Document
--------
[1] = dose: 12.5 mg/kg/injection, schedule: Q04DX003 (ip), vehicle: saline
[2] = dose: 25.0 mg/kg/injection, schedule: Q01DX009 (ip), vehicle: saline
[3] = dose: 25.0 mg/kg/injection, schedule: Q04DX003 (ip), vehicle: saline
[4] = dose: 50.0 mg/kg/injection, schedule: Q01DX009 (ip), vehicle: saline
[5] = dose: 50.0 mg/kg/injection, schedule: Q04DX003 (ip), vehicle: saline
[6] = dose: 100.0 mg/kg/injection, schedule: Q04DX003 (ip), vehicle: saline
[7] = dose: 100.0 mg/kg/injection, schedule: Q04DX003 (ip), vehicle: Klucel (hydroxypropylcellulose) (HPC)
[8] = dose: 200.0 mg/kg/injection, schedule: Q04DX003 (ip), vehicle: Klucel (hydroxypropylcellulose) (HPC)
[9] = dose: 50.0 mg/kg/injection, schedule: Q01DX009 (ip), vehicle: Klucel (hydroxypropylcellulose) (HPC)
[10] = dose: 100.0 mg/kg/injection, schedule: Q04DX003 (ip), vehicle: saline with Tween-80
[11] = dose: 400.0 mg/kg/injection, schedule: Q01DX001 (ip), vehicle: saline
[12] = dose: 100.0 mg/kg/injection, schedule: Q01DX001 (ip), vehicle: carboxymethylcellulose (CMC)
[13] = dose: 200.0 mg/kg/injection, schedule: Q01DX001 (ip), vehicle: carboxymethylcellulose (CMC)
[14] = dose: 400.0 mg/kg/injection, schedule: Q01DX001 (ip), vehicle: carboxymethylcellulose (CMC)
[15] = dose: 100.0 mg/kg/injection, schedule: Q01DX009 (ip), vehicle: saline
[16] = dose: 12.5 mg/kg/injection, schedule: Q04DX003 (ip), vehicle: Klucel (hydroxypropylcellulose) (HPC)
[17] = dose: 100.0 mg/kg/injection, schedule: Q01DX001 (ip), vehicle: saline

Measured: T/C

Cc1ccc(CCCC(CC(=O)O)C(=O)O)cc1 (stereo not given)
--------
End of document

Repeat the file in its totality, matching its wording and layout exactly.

[1] = dose: 12.5 mg/kg/injection, schedule: Q04DX003 (ip), vehicle: saline
[2] = dose: 25.0 mg/kg/injection, schedule: Q01DX009 (ip), vehicle: saline
[3] = dose: 25.0 mg/kg/injection, schedule: Q04DX003 (ip), vehicle: saline
[4] = dose: 50.0 mg/kg/injection, schedule: Q01DX009 (ip), vehicle: saline
[5] = dose: 50.0 mg/kg/injection, schedule: Q04DX003 (ip), vehicle: saline
[6] = dose: 100.0 mg/kg/injection, schedule: Q04DX003 (ip), vehicle: saline
[7] = dose: 100.0 mg/kg/injection, schedule: Q04DX003 (ip), vehicle: Klucel (hydroxypropylcellulose) (HPC)
[8] = dose: 200.0 mg/kg/injection, schedule: Q04DX003 (ip), vehicle: Klucel (hydroxypropylcellulose) (HPC)
[9] = dose: 50.0 mg/kg/injection, schedule: Q01DX009 (ip), vehicle: Klucel (hydroxypropylcellulose) (HPC)
[10] = dose: 100.0 mg/kg/injection, schedule: Q04DX003 (ip), vehicle: saline with Tween-80
[11] = dose: 400.0 mg/kg/injection, schedule: Q01DX001 (ip), vehicle: saline
[12] = dose: 100.0 mg/kg/injection, schedule: Q01DX001 (ip), vehicle: carboxymethylcellulose (CMC)
[13] = dose: 200.0 mg/kg/injection, schedule: Q01DX001 (ip), vehicle: carboxymethylcellulose (CMC)
[14] = dose: 400.0 mg/kg/injection, schedule: Q01DX001 (ip), vehicle: carboxymethylcellulose (CMC)
[15] = dose: 100.0 mg/kg/injection, schedule: Q01DX009 (ip), vehicle: saline
[16] = dose: 12.5 mg/kg/injection, schedule: Q04DX003 (ip), vehicle: Klucel (hydroxypropylcellulose) (HPC)
[17] = dose: 100.0 mg/kg/injection, schedule: Q01DX001 (ip), vehicle: saline

Measured: T/C

Cc1ccc(CCCC(CC(=O)O)C(=O)O)cc1 (stereo not given)